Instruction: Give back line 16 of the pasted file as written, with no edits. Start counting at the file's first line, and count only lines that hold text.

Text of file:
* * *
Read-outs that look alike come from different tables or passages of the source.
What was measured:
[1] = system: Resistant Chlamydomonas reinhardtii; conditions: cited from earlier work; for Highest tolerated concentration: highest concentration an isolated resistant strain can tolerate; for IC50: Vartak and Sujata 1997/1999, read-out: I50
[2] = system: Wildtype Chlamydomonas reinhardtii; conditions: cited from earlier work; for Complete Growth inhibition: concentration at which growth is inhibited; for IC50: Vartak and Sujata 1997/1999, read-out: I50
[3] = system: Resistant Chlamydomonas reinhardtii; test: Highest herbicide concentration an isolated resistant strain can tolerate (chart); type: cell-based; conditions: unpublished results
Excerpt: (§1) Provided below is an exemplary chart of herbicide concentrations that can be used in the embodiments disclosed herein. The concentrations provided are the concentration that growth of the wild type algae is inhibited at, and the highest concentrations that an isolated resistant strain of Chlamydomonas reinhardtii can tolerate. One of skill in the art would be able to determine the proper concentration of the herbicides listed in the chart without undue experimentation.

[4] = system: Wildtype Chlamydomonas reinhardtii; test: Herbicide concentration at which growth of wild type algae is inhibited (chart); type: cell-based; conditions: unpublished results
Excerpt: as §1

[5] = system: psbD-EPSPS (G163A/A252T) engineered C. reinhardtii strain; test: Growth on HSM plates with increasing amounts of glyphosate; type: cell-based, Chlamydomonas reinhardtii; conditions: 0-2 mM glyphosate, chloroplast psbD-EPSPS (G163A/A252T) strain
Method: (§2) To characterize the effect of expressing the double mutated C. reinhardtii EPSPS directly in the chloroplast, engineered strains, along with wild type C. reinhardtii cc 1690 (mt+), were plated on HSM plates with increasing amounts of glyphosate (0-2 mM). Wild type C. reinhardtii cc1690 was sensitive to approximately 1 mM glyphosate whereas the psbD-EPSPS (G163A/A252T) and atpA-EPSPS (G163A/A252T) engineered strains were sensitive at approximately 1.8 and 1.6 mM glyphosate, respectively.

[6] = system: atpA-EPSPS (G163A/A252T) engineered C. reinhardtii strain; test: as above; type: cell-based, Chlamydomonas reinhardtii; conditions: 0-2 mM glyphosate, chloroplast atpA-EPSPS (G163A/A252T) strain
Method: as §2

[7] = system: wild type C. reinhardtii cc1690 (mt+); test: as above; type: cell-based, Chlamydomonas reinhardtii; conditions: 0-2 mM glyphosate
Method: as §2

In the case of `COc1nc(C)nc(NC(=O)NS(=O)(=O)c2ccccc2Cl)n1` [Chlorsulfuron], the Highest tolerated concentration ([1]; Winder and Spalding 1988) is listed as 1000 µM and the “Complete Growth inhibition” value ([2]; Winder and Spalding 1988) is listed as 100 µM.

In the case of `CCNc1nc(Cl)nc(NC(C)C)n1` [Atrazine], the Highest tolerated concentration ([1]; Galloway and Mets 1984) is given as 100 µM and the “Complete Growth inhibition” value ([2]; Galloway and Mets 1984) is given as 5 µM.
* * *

In the case of `CCNc1nc(Cl)nc(NC(C)C)n1` [Atrazine], the Highest tolerated concentration ([1]; Galloway and Mets 1984) is given as 100 µM and the “Complete Growth inhibition” value ([2]; Galloway and Mets 1984) is given as 5 µM.